Other minerals.

In addition to calcium, magnesium, zinc, boron, and silicon, a number of other minerals are important for maintaining bone strength. These include phosphorus, potassium, fluoride, manganese, copper, and iron. Osteo Forte Orotate therefore includes ‘trace minerals’ to supply those that are needed in only small amounts but may be deficient in our diets.

Although Osteo Forte Orotate was formulated with bone health in mind, each of the individual ingredients has its own merits in other areas of health. For example, calcium orotate has a good reputation for inducing weight loss and cognitive enhancement, and for suppressing inflammatory conditions such as lupus, psoriasis, and arthritis. Magnesium orotate is widely used to ameliorate a variety of cardiovascular problems. And zinc orotate is a good supplement for diabetics and herpes sufferers. It therefore makes sense to use this product as a broad-purpose supplement and not just for its effects on bones and joints.

Feel-Good Brain Chemical’s Role in Sleep

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Scientists have discovered dopamine’s role in regulating sleep, which could impact studies on jet lag and mood disorders.

A feel-good brain chemical called dopamine has been linked to everything from laziness and creativity to impulsivity and a tendency to partake in one-night stands. Now, we can add sleep regulation to that list.

When dopamine latches onto its receptor in a special part of the brain, it seems to signal the body to “wake up” by turning down levels of the sleepiness hormone melatonin, the researchers found.

The first clue to this new discovery came when researchers noticed that dopamine receptor 4, a protein on the outside of certain cells that binds to dopamine, was active in the part of the brain called pineal gland.

This gland regulates our internal clock, known as our circadian rhythm, by releasing melatonin in response to light.

Interestingly, the presence of this dopamine receptor on pineal gland cells seemed to cycle with the time of the day – the receptor numbers were higher at night and lower during the day.

Circadian rhythm

The researchers therefore thought this protein may be important in the circadian rhythm – your body’s daily cycle of proteins that regulate daily patterns of feeding, sleeping, body temperature and other functions.

During the night, the pineal gland produces a hormone called melatonin that makes you sleepy. Melatonin is produced in response to another hormone called norepinephrine.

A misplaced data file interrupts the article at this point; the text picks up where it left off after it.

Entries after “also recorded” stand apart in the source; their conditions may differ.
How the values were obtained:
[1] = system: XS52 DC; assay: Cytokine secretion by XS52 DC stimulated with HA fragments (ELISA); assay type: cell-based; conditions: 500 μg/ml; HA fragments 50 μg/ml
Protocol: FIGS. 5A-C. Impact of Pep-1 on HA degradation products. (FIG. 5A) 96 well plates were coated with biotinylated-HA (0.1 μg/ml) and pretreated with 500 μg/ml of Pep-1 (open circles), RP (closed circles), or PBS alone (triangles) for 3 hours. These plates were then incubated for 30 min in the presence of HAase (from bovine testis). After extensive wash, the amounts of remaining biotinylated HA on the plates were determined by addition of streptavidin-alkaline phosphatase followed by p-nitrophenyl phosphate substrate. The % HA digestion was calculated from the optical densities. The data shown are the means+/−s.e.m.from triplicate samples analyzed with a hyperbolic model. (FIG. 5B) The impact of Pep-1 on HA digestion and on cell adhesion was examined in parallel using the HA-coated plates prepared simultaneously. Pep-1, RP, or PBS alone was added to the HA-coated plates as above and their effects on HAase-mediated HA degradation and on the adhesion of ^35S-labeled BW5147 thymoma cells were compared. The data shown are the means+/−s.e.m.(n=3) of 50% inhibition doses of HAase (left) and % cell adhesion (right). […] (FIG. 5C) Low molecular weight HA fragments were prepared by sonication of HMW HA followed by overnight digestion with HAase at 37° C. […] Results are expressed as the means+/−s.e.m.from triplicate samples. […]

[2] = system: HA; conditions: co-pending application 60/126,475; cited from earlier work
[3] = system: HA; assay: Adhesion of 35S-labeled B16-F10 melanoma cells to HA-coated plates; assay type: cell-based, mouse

By studying human cells and rat pineal glands in the lab, the researchers have now found that the dopamine D4 receptor hooks up on the outside of the pineal gland cells alongside norepinephrine receptors to dampen this melatonin-secretion signal in the early morning.

Melatonin muse

And while the norepinephrine complex turns up melatonin, along with your sleepiness, when dopamine and its receptor come into the picture, it forms a complex of proteins that does the opposite.

When dopamine interacts with its receptor – only when its receptor is paired alongside the norepinephrine receptor – on the outside of the pineal cells, it interferes with the signal sent into the cell, leading to lower production and release of melatonin. Luckily, dopamine’s light-dark cycle means the two (dopamine receptor and the norepinephrine’s receptor, called the andrenergic receptor) only hook up at the end of the night.

“The system is expressed in the evening. The dopamine receptor level peaks and you get this nice inhibition of the adrenergic receptor,” study researcher Peter McCormick, of the University of Barcelona, in Spain, told LiveScience. “Everything is sort of on a delay so that by morning time or sunrise you get a complete inhibition of melatonin production.”

Studying how these two receptors work together in more depth could give researchers a better understanding of circadian rhythm and its associated disorders, like jet lag, the researchers noted. It could also be relevant to sleep and mood disorders, such as depression, which involves not only odd dopamine levels in the brain, but also disturbed sleep patterns.

The study was published today, June 19, in the journal PLoS Biology.

Jennifer Welsh
LiveScience
Tue, 19 Jun 2012 15:52 CDT